DeSieghardt Strategic Communications has been hired by the Lindbergh Board of Education to assist the school district in developing a strategic plan for communications and community engagement.
Board members voted 6-0 to hire DeSieghardt Strategic Communications of Stillwell, Kan., at a cost of $11,700. Board Treasurer Katie Wesselschmidt was absent from the May 8 meeting.
The school board last month issued a request for proposals, or RFP, for a consultant to help establish a comprehensive plan for strategic communications and community engagement that will “extensively en-gage … parents and community members and lead to support for district initiatives.”
Director of Community Relations Mary Meyer told board members that the district received four responses to the RFP. Of those four responses, three firms were interviewed, she said, adding that a committee recommended hiring DeSieghardt Strategic Communications.
The firm, owned by Ken DeSieghardt, was hired by the district last year to conduct a telephone survey that eventually led to the voter-approved Proposition R — a $32 million no-tax-increase bond issue that voters approved in November. The cost of that survey and a corresponding communications audit came at a cost not to exceed $21,800.
“… With the Community Engagement Committee, we came up with the recommendation for DeSieghardt Strategic Communications. And Ken (DeSieghardt) has worked with the district before and submitted an excellent proposal, building on everything he already has done with the (communications) audit and surveys from last year and just taking us a step further with the strategic plan and plan for community engagement,” Meyer said.
“We recommended Ken DeSieghardt because of his familiarity with the district, the proposal he put together, his really solid understanding of branding and he is bringing in also Rick Noble as part of the proposal, who has been a professor in marketing (with) advertising agency experience … It was a very solid proposal that can really carry us where we want to be with our strategic plan,” she added.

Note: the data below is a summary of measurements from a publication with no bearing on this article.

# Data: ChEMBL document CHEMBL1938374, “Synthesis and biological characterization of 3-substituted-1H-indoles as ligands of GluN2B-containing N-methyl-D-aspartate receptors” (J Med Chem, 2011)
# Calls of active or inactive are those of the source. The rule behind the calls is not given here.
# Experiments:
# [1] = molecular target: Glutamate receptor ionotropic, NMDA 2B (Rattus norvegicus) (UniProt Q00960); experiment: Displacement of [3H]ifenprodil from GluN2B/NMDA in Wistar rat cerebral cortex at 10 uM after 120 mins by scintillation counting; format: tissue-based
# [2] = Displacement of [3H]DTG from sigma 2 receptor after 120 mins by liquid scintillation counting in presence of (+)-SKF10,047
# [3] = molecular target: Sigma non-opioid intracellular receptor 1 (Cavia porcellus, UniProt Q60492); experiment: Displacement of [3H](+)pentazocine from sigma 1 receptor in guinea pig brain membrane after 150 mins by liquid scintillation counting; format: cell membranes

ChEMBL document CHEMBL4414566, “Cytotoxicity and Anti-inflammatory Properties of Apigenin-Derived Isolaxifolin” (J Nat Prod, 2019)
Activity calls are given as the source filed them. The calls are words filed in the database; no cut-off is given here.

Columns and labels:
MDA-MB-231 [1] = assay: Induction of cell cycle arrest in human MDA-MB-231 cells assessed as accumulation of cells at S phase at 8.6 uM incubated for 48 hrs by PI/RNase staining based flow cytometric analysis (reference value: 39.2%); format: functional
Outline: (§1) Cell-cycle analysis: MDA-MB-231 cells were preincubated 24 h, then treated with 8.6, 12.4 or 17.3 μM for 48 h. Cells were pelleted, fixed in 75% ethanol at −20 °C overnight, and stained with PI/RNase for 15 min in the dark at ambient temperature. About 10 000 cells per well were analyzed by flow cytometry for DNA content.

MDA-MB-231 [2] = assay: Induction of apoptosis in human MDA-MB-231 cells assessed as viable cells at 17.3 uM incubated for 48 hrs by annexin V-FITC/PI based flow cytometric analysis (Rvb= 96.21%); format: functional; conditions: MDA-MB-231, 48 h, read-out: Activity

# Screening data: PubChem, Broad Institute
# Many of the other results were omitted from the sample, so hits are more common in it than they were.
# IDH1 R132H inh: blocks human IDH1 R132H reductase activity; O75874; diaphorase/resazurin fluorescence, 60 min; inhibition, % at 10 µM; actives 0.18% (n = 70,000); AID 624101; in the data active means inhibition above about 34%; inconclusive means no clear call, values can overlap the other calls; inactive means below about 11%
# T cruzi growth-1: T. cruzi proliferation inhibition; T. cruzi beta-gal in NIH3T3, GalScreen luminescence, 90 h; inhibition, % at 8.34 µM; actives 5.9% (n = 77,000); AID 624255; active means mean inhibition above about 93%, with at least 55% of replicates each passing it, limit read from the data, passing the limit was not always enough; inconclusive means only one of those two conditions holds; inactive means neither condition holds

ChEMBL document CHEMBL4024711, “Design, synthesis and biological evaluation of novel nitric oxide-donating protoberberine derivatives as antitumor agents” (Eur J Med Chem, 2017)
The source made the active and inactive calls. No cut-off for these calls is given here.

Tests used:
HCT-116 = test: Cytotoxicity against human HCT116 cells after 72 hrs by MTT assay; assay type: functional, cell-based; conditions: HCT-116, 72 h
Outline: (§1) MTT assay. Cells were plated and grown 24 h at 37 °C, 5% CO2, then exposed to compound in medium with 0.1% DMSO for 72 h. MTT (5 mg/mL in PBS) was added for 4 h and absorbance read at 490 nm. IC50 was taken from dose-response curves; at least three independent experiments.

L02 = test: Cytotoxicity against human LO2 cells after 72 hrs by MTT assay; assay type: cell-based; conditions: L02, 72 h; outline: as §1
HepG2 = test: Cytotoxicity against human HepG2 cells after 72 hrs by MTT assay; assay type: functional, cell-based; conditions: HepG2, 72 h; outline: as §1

DeSieghardt’s cost to assist the district in developing a strategic plan for communications and community engagement will be $11,700. The cost includes:
Three days — or the equivalent — on site conducting internal and external research.
Additional one-on-one interviews as defined in collaboration with the Lindbergh School District — interviews may be conducted in person or by telephone.
One on-site day during the alignment phase working with the client team or teams.
Preparation of draft expression materials and on-site review with the client team or teams.
Creation of draft launch strategy.
Review of that strategy on site with the Board of Education.
Final presentation to the Board of Education.
Travel expenses to and from the district for the on-site days will be complimentary, according to DeSieghardt’s proposal. Out-of-pocket expenses would be hotel accommodations — if necessary — and any meals required while on site.
In a separate matter May 8, the board voted 6-0 to award a contract not to exceed $122,270 for fire-alarm equipment that will be installed as part of Proposition R.
Proceeds from Proposition R will fund a partial building replacement at Sappington Elementary School and a minor building addition at Kennerly Elementary School.
Proposition R also will fund a variety of projects in schools throughout the district, including new roofs, the replacement of rooftop HVAC units, fire alarms, classroom doors that lock from the inside for elementary schools and security cameras in most buildings.
Karl Guyer, executive director of planning and development, told board members new fire alarms will be installed in all district buildings with a “minor adjustment” at Lindbergh Early Childhood Education.
“In evaluating how to proceed with that process, it was recommended that the district prepurchase the actual equipment itself — if you will, the bag of parts to furnish and install fire alarms at the seven campuses …,” Guyer said.
Five firms submitted proposals and McCarthy Building Cos. Inc., the construction manager, recommended awarding a contract to ABF Security in an amount not to exceed $122,270. That amount includes two alternates — clear plastic cover plates for the alarms and annual inspections of the alarm systems for four years.
Installation of the fire alarms will be included as part of future bid packages, Guyer told the board.